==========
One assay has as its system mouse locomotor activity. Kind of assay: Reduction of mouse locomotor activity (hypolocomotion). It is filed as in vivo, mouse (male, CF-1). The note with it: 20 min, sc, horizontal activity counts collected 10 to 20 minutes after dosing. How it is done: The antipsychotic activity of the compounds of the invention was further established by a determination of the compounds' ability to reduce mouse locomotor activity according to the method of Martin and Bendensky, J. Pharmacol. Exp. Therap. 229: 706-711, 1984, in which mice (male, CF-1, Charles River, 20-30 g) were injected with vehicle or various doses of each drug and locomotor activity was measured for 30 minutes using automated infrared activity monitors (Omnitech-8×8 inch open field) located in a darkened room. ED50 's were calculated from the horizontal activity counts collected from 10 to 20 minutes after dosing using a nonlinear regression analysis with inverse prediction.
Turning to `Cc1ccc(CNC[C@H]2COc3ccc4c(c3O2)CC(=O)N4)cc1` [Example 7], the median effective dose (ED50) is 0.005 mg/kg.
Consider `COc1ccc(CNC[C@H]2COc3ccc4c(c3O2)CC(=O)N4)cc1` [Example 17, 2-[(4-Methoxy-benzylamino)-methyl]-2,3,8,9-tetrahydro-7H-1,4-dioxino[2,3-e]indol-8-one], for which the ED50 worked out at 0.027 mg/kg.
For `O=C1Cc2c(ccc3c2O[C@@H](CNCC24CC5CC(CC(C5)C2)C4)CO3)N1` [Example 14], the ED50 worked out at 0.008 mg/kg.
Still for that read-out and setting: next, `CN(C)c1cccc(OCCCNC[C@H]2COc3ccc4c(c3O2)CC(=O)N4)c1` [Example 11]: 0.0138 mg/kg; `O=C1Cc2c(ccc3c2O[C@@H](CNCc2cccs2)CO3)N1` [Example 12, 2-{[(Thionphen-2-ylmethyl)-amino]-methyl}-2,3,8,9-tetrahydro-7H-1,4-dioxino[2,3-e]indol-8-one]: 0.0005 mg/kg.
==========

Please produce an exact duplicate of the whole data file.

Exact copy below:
One assay has as its system mouse locomotor activity. Kind of assay: Reduction of mouse locomotor activity (hypolocomotion). It is filed as in vivo, mouse (male, CF-1). The note with it: 20 min, sc, horizontal activity counts collected 10 to 20 minutes after dosing. How it is done: The antipsychotic activity of the compounds of the invention was further established by a determination of the compounds' ability to reduce mouse locomotor activity according to the method of Martin and Bendensky, J. Pharmacol. Exp. Therap. 229: 706-711, 1984, in which mice (male, CF-1, Charles River, 20-30 g) were injected with vehicle or various doses of each drug and locomotor activity was measured for 30 minutes using automated infrared activity monitors (Omnitech-8×8 inch open field) located in a darkened room. ED50 's were calculated from the horizontal activity counts collected from 10 to 20 minutes after dosing using a nonlinear regression analysis with inverse prediction.
Turning to `Cc1ccc(CNC[C@H]2COc3ccc4c(c3O2)CC(=O)N4)cc1` [Example 7], the median effective dose (ED50) is 0.005 mg/kg.
Consider `COc1ccc(CNC[C@H]2COc3ccc4c(c3O2)CC(=O)N4)cc1` [Example 17, 2-[(4-Methoxy-benzylamino)-methyl]-2,3,8,9-tetrahydro-7H-1,4-dioxino[2,3-e]indol-8-one], for which the ED50 worked out at 0.027 mg/kg.
For `O=C1Cc2c(ccc3c2O[C@@H](CNCC24CC5CC(CC(C5)C2)C4)CO3)N1` [Example 14], the ED50 worked out at 0.008 mg/kg.
Still for that read-out and setting: next, `CN(C)c1cccc(OCCCNC[C@H]2COc3ccc4c(c3O2)CC(=O)N4)c1` [Example 11]: 0.0138 mg/kg; `O=C1Cc2c(ccc3c2O[C@@H](CNCc2cccs2)CO3)N1` [Example 12, 2-{[(Thionphen-2-ylmethyl)-amino]-methyl}-2,3,8,9-tetrahydro-7H-1,4-dioxino[2,3-e]indol-8-one]: 0.0005 mg/kg.